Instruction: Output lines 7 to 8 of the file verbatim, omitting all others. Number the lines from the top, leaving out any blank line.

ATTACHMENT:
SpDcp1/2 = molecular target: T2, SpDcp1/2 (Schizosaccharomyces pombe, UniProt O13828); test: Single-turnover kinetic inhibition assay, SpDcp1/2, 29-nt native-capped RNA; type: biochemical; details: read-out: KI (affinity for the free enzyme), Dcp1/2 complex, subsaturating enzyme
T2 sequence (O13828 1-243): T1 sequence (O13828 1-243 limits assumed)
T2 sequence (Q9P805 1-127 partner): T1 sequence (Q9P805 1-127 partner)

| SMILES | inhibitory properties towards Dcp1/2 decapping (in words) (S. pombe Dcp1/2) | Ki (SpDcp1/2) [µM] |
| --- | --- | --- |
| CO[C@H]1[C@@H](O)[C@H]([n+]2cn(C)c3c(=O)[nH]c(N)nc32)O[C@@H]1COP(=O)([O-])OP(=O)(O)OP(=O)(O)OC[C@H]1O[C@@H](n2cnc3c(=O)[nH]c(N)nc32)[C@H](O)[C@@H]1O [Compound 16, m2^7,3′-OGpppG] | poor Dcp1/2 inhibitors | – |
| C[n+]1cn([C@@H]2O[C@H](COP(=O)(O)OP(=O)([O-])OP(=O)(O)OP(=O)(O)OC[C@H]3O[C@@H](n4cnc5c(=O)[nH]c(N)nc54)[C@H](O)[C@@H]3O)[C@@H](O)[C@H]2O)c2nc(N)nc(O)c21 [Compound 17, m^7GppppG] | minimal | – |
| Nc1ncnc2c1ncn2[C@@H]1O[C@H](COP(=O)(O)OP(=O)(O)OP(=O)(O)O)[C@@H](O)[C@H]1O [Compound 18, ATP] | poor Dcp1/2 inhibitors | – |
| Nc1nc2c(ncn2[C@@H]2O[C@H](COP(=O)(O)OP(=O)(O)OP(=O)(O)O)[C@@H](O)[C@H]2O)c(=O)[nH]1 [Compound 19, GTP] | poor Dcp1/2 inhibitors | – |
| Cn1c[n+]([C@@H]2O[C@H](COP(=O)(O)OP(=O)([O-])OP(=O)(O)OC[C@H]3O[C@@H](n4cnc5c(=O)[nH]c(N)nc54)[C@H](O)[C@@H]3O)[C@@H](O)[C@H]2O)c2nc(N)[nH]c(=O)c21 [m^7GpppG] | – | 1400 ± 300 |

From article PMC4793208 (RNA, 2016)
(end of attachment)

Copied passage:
| C[n+]1cn([C@@H]2O[C@H](COP(=O)(O)OP(=O)([O-])OP(=O)(O)OP(=O)(O)OC[C@H]3O[C@@H](n4cnc5c(=O)[nH]c(N)nc54)[C@H](O)[C@@H]3O)[C@@H](O)[C@H]2O)c2nc(N)nc(O)c21 [Compound 17, m^7GppppG] | minimal | – |
| Nc1ncnc2c1ncn2[C@@H]1O[C@H](COP(=O)(O)OP(=O)(O)OP(=O)(O)O)[C@@H](O)[C@H]1O [Compound 18, ATP] | poor Dcp1/2 inhibitors | – |